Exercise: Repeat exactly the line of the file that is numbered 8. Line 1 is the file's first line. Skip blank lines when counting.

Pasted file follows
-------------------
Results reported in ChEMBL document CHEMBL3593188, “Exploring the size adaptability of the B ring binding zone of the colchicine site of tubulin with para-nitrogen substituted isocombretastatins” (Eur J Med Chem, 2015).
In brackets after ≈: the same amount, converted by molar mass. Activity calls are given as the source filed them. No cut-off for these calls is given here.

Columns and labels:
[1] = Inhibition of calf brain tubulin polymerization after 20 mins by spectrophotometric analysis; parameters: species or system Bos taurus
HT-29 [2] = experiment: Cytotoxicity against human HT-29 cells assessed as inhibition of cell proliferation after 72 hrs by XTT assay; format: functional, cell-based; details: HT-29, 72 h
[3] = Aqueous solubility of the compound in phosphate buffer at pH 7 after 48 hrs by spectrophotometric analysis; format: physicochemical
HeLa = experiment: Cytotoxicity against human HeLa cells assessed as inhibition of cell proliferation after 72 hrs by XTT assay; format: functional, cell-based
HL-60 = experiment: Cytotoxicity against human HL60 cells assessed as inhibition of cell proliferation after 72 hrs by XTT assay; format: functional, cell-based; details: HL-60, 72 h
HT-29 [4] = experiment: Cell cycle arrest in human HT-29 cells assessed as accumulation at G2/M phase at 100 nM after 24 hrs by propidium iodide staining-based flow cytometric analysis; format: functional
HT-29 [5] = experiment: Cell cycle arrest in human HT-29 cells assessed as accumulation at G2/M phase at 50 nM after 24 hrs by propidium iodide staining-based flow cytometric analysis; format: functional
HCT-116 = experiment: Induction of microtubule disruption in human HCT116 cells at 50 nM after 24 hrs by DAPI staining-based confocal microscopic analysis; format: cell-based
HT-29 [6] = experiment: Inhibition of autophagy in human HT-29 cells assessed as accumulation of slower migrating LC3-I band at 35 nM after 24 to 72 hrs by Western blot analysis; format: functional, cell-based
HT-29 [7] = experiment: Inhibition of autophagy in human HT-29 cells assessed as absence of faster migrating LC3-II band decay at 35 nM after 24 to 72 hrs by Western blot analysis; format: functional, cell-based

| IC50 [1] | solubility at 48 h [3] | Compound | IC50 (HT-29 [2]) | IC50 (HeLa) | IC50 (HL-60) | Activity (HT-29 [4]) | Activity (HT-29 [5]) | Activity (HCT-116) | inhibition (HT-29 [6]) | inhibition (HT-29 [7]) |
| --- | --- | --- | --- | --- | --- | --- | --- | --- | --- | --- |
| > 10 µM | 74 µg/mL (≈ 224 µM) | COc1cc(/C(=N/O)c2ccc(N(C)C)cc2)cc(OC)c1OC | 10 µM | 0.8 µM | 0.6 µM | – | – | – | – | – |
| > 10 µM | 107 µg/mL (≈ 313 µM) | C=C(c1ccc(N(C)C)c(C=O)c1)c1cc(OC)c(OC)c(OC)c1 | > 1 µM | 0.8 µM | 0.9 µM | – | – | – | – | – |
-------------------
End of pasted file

HL-60 = experiment: Cytotoxicity against human HL60 cells assessed as inhibition of cell proliferation after 72 hrs by XTT assay; format: functional, cell-based; details: HL-60, 72 h